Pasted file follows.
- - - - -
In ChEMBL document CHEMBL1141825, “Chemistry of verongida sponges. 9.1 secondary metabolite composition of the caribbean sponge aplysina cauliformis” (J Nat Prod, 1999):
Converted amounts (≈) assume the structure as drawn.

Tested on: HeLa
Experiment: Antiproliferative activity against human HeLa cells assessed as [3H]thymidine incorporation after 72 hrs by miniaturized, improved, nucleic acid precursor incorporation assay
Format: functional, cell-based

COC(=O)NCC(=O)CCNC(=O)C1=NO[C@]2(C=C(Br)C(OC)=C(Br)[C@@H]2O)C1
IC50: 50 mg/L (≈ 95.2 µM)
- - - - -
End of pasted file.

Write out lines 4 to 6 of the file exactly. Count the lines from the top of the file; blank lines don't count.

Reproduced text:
Experiment: Antiproliferative activity against human HeLa cells assessed as [3H]thymidine incorporation after 72 hrs by miniaturized, improved, nucleic acid precursor incorporation assay
Format: functional, cell-based

COC(=O)NCC(=O)CCNC(=O)C1=NO[C@]2(C=C(Br)C(OC)=C(Br)[C@@H]2O)C1